Keep Your Pool Running Swimmingly With These Maintenance Tips

by Megan Perri
swimming pool supplies and chemicals set up near the water for testing

Relaxing with a blended tropical cocktail in your floating pool chair is a great way to chill out when the weather’s hot. But it’s not all rest and relaxation — swimming pool ownership requires cleaning and maintenance to keep it running smoothly and ensuring it’s the jewel in your backyard oasis.

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With a little time, the right knowledge and a few thousand bucks a year (it ain’t cheap!), you’ll be able to take care of most of your pool’s needs yourself.

Swimming Pool Upkeep Costs

On average, it’s going to cost you between $1,000 and $2,000 annually for basic upkeep of your pool. Once you add in any repairs and the costs of utilities, you could spend up to $5,000 a year for your pool to remain in good working condition.

If you hire a service to come and take care of your pool, it could cost around $150 a month for that — but many of the tasks they perform of can easily be done by someone in your household. Those include:

  • Checking water levels
  • Monitoring chemicals
  • Emptying debris skimmers
  • Brushing the walls
  • Vacuuming the pool bottom

Pool Water Balance

One of the most important things you can do for your pool is maintain proper chemical levels by testing the water regularly for factors like pH balance (the acid and base content of your water) and chlorine (which sanitizes the water). Some such testing can be done at home on a weekly or bi-weekly basis.

But it’s also wise to take a pool water sample to a professional water testing service for a complete chemical analysis. Most stores that specialize in pools will be able to assist you. They’ll then recommend any necessary chemicals or maintenance to get your pool water levels where they should be.

Pool Filtration System

A pool filtration system is a necessity. It works by cycling water through a canister that contains sand. The water is able to flow through, but any larger particles are unable to pass. Once the debris has been filtered out, the clean water is pumped back into the pool.

Ideally, the filter should run 24 hours a day, but it can be costly so running it for 12 hours a day is reasonable compromise.

A pool filter can cost between $500 and $2,000 — not an insignificant sum, but it’s necessary for a pool to have one. Plus it can last from five to 10 years with proper preventive maintenance. Certain parts, such as gauges, cartridge filter elements and O-rings need to be checked annually.

Winterizing Your Pool

Properly closing down your pool for the winter months is a must. Here's what you need to do:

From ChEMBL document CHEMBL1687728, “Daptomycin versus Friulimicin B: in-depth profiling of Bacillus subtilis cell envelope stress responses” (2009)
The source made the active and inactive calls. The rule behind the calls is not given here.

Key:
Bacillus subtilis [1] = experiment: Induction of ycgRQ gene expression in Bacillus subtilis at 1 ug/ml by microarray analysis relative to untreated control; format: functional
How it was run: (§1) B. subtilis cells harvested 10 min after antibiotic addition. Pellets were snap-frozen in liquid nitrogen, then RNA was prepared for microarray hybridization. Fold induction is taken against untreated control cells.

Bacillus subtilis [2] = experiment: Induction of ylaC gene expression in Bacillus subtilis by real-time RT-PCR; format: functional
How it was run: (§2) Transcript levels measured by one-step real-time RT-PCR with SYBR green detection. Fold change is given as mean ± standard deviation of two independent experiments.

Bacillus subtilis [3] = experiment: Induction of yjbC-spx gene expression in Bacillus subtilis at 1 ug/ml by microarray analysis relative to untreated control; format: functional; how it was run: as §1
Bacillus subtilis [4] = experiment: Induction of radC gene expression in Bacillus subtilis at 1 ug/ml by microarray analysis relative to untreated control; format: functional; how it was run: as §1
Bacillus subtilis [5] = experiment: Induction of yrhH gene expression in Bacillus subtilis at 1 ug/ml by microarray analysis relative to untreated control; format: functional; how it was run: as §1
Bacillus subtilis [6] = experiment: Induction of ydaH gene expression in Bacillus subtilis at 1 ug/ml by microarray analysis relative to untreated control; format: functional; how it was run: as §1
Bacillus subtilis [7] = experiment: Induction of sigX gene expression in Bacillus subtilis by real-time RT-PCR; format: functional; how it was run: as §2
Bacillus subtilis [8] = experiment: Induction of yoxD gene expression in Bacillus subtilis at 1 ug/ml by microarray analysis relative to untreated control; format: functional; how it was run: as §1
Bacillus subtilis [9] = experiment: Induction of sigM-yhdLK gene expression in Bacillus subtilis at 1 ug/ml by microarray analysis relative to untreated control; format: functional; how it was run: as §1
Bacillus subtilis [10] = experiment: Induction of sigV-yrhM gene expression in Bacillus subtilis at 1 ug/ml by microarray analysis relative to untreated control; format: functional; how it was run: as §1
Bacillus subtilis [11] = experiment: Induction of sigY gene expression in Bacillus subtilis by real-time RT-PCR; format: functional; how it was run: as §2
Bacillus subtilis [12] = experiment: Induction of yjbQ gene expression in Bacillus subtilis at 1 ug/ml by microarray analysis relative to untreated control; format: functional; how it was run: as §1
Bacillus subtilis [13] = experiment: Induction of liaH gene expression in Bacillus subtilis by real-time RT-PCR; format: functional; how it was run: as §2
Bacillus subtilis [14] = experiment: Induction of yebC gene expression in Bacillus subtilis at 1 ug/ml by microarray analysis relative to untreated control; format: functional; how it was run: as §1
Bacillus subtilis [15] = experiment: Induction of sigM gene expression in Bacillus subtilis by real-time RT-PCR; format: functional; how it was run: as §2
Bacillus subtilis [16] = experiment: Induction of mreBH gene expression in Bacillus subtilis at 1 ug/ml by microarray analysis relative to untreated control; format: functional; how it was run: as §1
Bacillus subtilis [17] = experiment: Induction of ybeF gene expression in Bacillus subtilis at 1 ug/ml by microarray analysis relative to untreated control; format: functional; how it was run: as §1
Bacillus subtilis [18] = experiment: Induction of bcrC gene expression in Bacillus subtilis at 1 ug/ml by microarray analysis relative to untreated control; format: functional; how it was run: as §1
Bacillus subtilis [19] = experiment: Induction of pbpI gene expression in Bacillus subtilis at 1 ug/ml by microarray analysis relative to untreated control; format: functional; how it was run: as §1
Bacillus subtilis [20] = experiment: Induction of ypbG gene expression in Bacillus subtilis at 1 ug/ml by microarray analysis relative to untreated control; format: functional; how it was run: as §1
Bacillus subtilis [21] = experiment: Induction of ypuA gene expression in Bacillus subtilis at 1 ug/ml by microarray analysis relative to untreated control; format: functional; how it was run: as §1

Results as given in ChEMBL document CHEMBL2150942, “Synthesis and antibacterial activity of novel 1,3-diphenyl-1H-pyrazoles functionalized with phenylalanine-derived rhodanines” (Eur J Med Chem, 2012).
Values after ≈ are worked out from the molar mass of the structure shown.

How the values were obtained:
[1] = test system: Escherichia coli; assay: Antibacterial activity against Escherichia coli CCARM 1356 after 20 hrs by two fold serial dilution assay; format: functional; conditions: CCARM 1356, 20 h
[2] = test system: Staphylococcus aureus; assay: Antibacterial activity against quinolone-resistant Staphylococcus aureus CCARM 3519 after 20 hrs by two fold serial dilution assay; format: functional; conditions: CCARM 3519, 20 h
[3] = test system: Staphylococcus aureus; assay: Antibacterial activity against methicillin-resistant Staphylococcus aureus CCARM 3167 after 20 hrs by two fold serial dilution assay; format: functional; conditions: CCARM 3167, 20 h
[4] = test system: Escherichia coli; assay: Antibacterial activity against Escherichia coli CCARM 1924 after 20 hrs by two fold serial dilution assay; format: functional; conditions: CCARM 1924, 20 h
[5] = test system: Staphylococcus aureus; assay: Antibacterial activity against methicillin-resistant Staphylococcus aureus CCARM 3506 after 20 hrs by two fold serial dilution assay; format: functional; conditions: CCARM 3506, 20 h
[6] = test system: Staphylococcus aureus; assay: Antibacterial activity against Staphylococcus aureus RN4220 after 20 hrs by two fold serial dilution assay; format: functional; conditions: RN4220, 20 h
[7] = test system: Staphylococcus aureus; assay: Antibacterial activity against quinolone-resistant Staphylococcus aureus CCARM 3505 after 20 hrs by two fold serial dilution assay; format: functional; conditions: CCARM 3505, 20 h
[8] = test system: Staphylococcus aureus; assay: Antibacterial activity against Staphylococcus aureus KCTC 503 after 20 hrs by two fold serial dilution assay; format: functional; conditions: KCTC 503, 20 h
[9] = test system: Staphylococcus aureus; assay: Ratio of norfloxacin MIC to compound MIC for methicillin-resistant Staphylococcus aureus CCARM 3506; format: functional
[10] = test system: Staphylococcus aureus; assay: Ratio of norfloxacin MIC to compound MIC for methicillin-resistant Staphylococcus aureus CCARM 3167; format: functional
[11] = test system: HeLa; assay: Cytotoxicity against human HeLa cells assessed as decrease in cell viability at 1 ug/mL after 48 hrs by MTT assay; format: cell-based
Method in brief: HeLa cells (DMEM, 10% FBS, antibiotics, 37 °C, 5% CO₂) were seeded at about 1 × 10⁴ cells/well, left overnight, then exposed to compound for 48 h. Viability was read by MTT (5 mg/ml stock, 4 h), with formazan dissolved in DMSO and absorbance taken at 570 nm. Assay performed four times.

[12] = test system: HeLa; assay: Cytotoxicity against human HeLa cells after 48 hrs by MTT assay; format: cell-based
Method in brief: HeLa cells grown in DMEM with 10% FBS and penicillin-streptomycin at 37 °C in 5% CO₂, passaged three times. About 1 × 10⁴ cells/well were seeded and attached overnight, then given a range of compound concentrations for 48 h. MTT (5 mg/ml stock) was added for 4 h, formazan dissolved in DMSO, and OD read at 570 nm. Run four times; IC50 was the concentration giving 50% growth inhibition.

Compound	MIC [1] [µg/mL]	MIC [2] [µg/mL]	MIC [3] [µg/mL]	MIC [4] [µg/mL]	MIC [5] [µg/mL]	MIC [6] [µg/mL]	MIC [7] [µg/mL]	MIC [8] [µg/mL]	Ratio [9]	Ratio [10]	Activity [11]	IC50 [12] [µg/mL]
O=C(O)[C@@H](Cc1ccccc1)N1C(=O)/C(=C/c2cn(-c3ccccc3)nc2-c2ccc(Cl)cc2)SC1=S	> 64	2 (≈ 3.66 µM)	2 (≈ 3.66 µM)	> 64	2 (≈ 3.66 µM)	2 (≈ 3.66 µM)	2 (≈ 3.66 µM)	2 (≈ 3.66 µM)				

• Shock the pool water with chemicals
  • Lower water levels
  • Backwash the filter
  • Clear water lines
  • Install a winter cover

Checking off all of these tasks can run up to $300. If you need to get a winter cover, expect to pay from $75 up to $300 for a standard tarp cover, which typically lasts up to three years.

Opening the Pool

Once the weather starts to get warmer, you’ll be ready to open your pool back up for the season. Having a professional do it for you could cost anywhere from $150 to $400 — but expect to pay more if they peal back the cover to find your pool is dirty and green; that’ll require additional cleaning and chemicals, which will add to the cost.

Follow these steps to reopen your pool:

  • Remove the cover.
  • Reassemble the filter system.
  • Clean and test the water.
  • Refill the water.
  • Turn on the pump and any other equipment, such as heaters.

You’ll also want to make sure you have a cover to keep your pool protected when it’s not in use during pool season. A solar cover is a popular option for this purpose. Not only does it help to keep leaves and other debris out, it warms your pool naturally without the cost of installing a heater.

Most solar covers cost between $75 and $225. Prices vary based on the size of the pool and the quality of the cover. If you want a cover with a reel, expect to pay more; these can range from $200 all the way to $500.

Saltwater Vs. Chlorine

Chlorine pools are more common, but saltwater is becoming more trendy. Contrary to popular belief, saltwater pools don’t taste or feel like the ocean. The salinity of saltwater is only about one-tenth of what you would find in the ocean.

These types of pools use a salt-chlorine generator that converts salt into chlorine. The perk is that it is gentler on the skin and eyes. It still contains chlorine levels high enough to disinfect the pool — but not so high that it bleaches out your swimwear.

Saltwater pools cost more upfront, however. The salt-chlorine generator can run between $1,500 and $2,500, and will need to be replaced every three to seven years. If you live in a warmer climate, your pool will need more chlorine, so the generator will have to work harder.

Ongoing maintenance costs for a saltwater pool tend to be lower than for a chlorine pool. Chemicals for a saltwater pool will cost between $70 and $100 a year. Whereas chemicals for a chlorine pool will cost between $300 and $700. On the other hand, it costs more in electricity to run a saltwater pool than a chlorine pool.

Since we’re all home now more than ever, being prepared for unexpected home repairs with a plan from HomeServe is important. Having a plan in place gives you the peace of mind knowing that you can simply call our 24/7 repair hotline for covered breakdowns. See what plans are available in your neighborhood.